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The Very Best of Artie Shaw (Nostalgic Memories Volume 83)

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Album Review

This RCA Victor compilation features some of Shaw's finest work spanning the years 1938-1945. As such, it's an interesting document in the history of World War II America. All 18 tracks are meticulously annotated, and Loren Schoenberg's biographical essay is a gem — well-written, insightful, and free of banality and cliché. As for the music, it's classic swing, with performances by Billie Holiday, Buddy Rich, Roy Eldridge, and many more. The sound is top-notch by reissue standards. Shaw's masterful clarinet is a powerful presence, but there's also the writing and arranging to consider: Gershwin's "Summertime," Thomas Griselle's "Nocturne," Shaw's "Concerto for Clarinet," and Eddie Sauter's "The Maid With the Flaccid Air" take some pretty innovative turns, balancing out more pop-oriented fare like "Begin the Beguine" and "Deep Purple." (The latter would become a theme song of sorts for Marie Osmond some 35 years later.) The inclusion of three barnstorming radio broadcasts from 1939, "Everything Is Jumpin'," "My Blue Heaven," and "Diga Diga Doo," make the package all the more valuable. For a concise yet thorough introduction to Shaw's intelligent brand of swing, one couldn't ask for better. ~ David R. Adler, Rovi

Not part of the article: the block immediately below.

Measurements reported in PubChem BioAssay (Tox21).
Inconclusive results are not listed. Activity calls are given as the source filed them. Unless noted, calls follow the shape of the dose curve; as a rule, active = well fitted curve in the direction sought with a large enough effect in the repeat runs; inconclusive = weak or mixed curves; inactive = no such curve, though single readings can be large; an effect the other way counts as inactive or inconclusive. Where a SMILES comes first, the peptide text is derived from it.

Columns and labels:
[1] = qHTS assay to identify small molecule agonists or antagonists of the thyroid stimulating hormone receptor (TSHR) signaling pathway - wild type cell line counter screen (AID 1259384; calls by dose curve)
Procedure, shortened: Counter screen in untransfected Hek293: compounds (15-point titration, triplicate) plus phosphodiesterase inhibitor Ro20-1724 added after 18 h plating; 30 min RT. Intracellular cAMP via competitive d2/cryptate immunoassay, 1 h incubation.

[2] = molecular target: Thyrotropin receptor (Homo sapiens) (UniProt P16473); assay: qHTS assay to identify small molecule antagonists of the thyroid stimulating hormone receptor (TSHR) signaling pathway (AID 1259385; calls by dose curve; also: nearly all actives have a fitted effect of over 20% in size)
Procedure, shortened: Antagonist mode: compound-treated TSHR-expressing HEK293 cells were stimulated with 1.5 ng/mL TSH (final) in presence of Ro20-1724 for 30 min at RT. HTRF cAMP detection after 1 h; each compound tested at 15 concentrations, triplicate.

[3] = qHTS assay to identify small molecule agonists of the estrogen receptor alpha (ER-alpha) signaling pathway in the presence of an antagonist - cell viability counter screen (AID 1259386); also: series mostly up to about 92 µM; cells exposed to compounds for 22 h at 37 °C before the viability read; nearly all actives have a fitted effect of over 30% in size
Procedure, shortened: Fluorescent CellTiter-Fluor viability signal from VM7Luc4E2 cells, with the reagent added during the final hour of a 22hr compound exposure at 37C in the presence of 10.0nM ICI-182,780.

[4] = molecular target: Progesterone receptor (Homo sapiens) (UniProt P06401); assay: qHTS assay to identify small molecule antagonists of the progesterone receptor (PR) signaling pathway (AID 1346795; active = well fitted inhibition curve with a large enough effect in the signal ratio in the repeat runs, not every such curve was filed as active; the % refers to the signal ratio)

Born: May 23, 1910 in New Haven, CT

Genre: Jazz

Years Active: '30s, '40s, '50s

One of jazz's finest clarinetists, Artie Shaw never seemed fully satisfied with his musical life, constantly breaking up successful bands and running away from success. While Count Basie and Duke Ellington were satisfied to lead just one orchestra during the swing era, and Benny Goodman (due to illness) had two, Shaw led five, all of them distinctive and memorable. After growing up in New Haven, CT, and playing clarinet and alto locally, Shaw spent part of 1925 with Johnny Cavallaro's dance band...
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